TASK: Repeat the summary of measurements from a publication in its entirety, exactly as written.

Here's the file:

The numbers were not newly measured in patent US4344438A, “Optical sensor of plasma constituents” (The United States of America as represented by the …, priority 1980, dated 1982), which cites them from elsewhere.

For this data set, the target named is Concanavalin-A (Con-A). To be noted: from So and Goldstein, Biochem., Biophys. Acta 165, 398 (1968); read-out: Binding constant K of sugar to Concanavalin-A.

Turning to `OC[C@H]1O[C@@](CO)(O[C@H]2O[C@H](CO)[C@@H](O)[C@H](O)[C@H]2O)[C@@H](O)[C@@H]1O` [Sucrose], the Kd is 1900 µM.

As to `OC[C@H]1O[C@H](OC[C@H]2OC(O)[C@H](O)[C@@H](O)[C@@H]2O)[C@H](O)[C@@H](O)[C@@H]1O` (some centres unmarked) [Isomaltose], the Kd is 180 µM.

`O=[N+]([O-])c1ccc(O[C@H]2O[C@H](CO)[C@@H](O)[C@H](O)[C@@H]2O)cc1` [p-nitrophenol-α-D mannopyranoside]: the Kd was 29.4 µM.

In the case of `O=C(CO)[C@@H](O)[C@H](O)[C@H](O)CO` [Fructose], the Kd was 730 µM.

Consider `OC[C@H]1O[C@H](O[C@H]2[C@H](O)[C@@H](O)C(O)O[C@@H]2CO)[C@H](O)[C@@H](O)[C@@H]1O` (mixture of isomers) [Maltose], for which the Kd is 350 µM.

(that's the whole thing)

The numbers were not newly measured in patent US4344438A, “Optical sensor of plasma constituents” (The United States of America as represented by the …, priority 1980, dated 1982), which cites them from elsewhere.

For this data set, the target named is Concanavalin-A (Con-A). To be noted: from So and Goldstein, Biochem., Biophys. Acta 165, 398 (1968); read-out: Binding constant K of sugar to Concanavalin-A.

Turning to `OC[C@H]1O[C@@](CO)(O[C@H]2O[C@H](CO)[C@@H](O)[C@H](O)[C@H]2O)[C@@H](O)[C@@H]1O` [Sucrose], the Kd is 1900 µM.

As to `OC[C@H]1O[C@H](OC[C@H]2OC(O)[C@H](O)[C@@H](O)[C@@H]2O)[C@H](O)[C@@H](O)[C@@H]1O` (some centres unmarked) [Isomaltose], the Kd is 180 µM.

`O=[N+]([O-])c1ccc(O[C@H]2O[C@H](CO)[C@@H](O)[C@H](O)[C@@H]2O)cc1` [p-nitrophenol-α-D mannopyranoside]: the Kd was 29.4 µM.

In the case of `O=C(CO)[C@@H](O)[C@H](O)[C@H](O)CO` [Fructose], the Kd was 730 µM.

Consider `OC[C@H]1O[C@H](O[C@H]2[C@H](O)[C@@H](O)C(O)O[C@@H]2CO)[C@H](O)[C@@H](O)[C@@H]1O` (mixture of isomers) [Maltose], for which the Kd is 350 µM.